1960 real GDP (and 1970 real GDP, and 1980 real GDP, etc) calculated at recent prices is dominated by the things which are expensive today—like real estate, for instance. Things which are cheap today are ignored in hindsight, even if they were a very big deal at the time.

In other words: real GDP growth mostly tracks production of goods which aren’t revolutionized. Goods whose prices drop dramatically are downweighted to near-zero, in hindsight.

When we see slow, mostly-steady real GDP growth curves, that mostly tells us about the slow and steady increase in production of things which haven’t been revolutionized. It tells us approximately-nothing about the huge revolutions in e.g. electronics.

(Disclaimer: Real GDP Is Sometimes Computed Differently)

One word of caution, before we get to the main takeaways: real GDP at fixed (recent-year) prices is not the method used by everyone for every number called “real GDP”. In fact, the real GDP graph at the beginning of this post uses a different method—the BEA (which calculates the “official” US GDP and produced the numbers in that graph) switched from fixed prices to “chaining” in 1996. Appendix 1 of the NIPA Guide has useful details if you’re interested, and these slides give some of the reasoning. The new method is generally messier and less intuitive, but tries to correct for some of the shortcomings of fixed prices.

I played around with it a bit, and I think the qualitative takeaway is basically similar for purposes of thinking about long-term growth and technological progress (e.g. something like Moore’s law). Also, it sounds like fixed prices are still the standard thing in most places, although I haven’t looked into how other sources (like the World Bank or UNCTAD) calculate their real GDP numbers other than to notice that they’re definitely different-from-each-other-but-qualitatively-similar.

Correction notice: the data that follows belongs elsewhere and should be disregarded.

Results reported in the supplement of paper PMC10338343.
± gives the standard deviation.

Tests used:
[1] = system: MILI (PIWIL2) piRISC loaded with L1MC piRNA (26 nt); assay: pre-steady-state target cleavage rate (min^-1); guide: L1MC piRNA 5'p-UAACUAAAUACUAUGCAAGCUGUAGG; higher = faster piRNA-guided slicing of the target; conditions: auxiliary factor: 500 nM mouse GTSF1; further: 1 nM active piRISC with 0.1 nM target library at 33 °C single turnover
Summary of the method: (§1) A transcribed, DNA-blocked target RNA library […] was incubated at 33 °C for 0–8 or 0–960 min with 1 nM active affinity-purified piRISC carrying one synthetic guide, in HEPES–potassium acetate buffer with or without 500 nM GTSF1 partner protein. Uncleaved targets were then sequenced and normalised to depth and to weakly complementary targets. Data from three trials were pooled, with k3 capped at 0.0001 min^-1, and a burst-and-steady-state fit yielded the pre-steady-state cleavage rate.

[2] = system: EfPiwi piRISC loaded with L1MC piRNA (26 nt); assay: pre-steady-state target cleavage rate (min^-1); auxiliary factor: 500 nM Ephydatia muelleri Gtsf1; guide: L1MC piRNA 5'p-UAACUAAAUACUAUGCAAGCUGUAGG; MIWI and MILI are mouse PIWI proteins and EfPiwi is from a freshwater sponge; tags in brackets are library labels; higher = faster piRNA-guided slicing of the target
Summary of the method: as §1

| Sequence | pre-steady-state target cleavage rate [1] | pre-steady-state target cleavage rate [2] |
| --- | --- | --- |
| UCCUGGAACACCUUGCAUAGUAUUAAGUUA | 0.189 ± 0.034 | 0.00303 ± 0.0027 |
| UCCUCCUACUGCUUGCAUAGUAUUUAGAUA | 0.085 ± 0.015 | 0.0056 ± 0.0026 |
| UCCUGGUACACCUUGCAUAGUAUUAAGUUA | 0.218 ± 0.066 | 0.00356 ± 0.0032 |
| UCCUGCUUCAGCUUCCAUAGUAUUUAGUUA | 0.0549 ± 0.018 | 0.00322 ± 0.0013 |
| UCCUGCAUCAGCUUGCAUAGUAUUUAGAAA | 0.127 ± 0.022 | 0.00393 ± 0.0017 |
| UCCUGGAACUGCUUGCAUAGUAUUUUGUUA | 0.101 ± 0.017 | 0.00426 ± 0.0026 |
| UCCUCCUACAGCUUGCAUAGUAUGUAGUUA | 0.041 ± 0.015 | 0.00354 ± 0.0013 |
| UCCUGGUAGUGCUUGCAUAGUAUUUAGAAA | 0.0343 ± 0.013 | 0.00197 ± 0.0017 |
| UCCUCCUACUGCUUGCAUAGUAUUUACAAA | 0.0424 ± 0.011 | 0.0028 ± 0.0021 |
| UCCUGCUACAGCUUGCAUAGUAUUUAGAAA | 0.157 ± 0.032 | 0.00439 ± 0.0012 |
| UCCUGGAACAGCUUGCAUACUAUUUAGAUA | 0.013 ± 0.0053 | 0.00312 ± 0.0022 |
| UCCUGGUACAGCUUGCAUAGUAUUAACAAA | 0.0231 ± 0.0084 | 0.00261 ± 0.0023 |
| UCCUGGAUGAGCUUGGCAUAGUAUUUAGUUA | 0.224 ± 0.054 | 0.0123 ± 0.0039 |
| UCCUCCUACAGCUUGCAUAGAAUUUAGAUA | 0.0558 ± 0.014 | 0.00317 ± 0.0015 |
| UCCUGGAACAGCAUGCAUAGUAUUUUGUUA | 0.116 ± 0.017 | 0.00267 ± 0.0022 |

I don’t know of anyone who tries to calculate real GDP at prices from long ago. That would create a difficult operationalization problem: how does one estimate the price of e.g. a smartphone in 1960?


Takeaway 1: Making Predictions Based On Historical Real GDP Growth

I sometimes hear arguments invoke the “god of straight lines”: historical real GDP growth has been incredibly smooth, for a long time, despite multiple huge shifts in technology and society. That’s pretty strong evidence that something is making that line very straight, and we should expect it to continue. In particular, I hear this given as an argument around AI takeoff—i.e. we should expect smooth/​continuous progress rather than a sudden jump.

Personally, my inside view says a relatively sudden jump is much more likely, but I did consider this sort of outside-view argument to be a pretty strong piece of evidence in the other direction. Now, I think the smoothness of real GDP growth tells us basically-nothing about the smoothness of AI takeoff. Even after a hypothetical massive jump in AI, real GDP would still look smooth, because it would be calculated based on post-jump prices, and it seems pretty likely that there will be something which isn’t revolutionized by AI. At the very least, paintings by the old masters won’t be produced any more easily (though admittedly their prices could still drop pretty hard if there’s no humans around who want them any more). Whatever things don’t get much cheaper are the things which would dominate real GDP curves after a big AI jump.